Submitted by Christopher Leddy, Esq., Becker LLC
On March 29, 2021, SB95 goes into effect in California. SB95 applies to all California employers who have 25 or more employees and provides for COVID-19 supplemental paid sick leave for covered employees who are unable to work or telework due to:
- The covered employee is subject to a quarantine or isolation period related to COVID-19 as defined by an order or guidelines of the State Department of Public Health, the federal Centers for Disease Control and Prevention, or a local health officer who has jurisdiction over the workplace. If the covered employee is subject to more than one of the foregoing, the covered employee shall be permitted to use COVID-19 supplemental paid sick leave for the minimum quarantine or isolation period under the order or guidelines that provides for the longest such minimum period.
- The covered employee has been advised by a health care provider to self-quarantine due to concerns related to COVID-19.
- The covered employee is attending an appointment to receive a vaccine for protection against contracting COVID-19.
- The covered employee is experiencing symptoms related to a COVID-19 vaccine that prevent the employee from being able to work or telework.
- The covered employee is experiencing symptoms of COVID-19 and seeking a medical diagnosis.
- The covered employee is caring for a family member, as defined in subdivision (c) of Section 245.5 of the California Labor Code, who is subject to an order or guidelines as described in the first bullet point above, or who has been advised to self-quarantine as set forth in the second bullet point above.
- The covered employee is caring for a child, as defined in subdivision (c) of Section 245.5 of the California Labor Code, whose school or place of care is closed or otherwise unavailable for reasons related to COVID-19 on the premises.
Employees who utilize the leave for any of the foregoing reasons are considered to be covered employees under SB95.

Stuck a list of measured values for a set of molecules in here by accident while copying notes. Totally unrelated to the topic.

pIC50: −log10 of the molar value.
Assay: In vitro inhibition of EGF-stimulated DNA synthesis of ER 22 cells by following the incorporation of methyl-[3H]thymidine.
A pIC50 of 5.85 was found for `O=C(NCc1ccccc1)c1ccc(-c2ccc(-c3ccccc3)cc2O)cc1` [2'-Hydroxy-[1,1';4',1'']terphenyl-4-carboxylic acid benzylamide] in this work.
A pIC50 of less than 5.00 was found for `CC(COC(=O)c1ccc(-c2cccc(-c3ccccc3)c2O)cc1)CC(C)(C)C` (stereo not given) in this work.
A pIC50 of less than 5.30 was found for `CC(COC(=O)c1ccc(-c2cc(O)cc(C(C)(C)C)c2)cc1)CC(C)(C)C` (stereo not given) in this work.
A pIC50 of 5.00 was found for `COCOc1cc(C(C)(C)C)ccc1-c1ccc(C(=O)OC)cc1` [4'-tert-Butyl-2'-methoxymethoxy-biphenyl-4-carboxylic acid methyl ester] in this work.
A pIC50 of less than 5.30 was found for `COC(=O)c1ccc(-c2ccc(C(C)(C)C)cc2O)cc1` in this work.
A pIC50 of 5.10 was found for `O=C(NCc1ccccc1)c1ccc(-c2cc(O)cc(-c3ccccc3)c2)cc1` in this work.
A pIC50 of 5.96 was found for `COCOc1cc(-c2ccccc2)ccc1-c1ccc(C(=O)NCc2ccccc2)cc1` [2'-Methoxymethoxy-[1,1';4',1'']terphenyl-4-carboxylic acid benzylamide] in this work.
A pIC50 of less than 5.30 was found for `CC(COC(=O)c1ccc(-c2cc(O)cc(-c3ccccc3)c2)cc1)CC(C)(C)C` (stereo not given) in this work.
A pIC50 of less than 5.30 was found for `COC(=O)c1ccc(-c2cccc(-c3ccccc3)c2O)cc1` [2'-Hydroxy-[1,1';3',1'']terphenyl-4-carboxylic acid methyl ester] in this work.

While SB95 goes into effect on March 29, 2021, it is retroactive to qualifying leave taken on or after January 1, 2021; however, employers do not have to go back and reclassify leave taken before March 29, 2021 as COVID-19 supplemental paid sick leave, but can wait for the employee to request the same.
Covered employees are entitled to 80 hours of COVID-19 supplemental paid sick leave, if the covered employee is considered to work full time by the employer or worked or was scheduled to work, on average, at least 40 hours per week for the employer in the two weeks preceding the date the covered employee took COVID-19 supplemental paid sick leave. Part-time employees are entitled to the total number of hours the covered employee is normally scheduled to work for the employer over two weeks. Variable covered employees are likewise entitled to paid leave, but the amount of leave requires a calculation depending upon how long the covered employee has worked for the employer.
This paid leave is currently capped at $511 per day and $5,110 in the aggregate. Subject to the foregoing cap, non-exempt covered employees are paid the highest of: (1) the regular rate of pay for the work week in which the covered employee uses COVID-19 supplemental paid sick leave, whether or not the employee actually works overtime in that work week; (2) dividing the covered employee’s total wages, not including overtime premium pay, by the employee’s total hours worked in the full pay periods of the prior 90 days of employment; (3) the state minimum wage; or (4) the local minimum wage to which the covered employee is entitled.
Employers cannot require a covered employee to use any other paid or unpaid leave, paid time off, or vacation time provided by the employer to the covered employee before the covered employee uses COVID-19 supplemental paid sick leave or in lieu of COVID-19 supplemental paid sick leave, except in cases of exclusion pay under the California Division of Occupational Safety and Health COVID-19 Emergency Temporary Standards.
Further, there are posting requirements with regard to SB95, which can be found at: https://www.dir.ca.gov/dlse/2021-COVID-19-Supplemental-Paid-Sick-Leave.pdf. For those employees who work off-site, the foregoing notice should be supplied to them remotely.
Like prior paid leave laws in California, the amount of leave available must be set forth on employees’ paystubs. SB95 expires on September 30, 2021.
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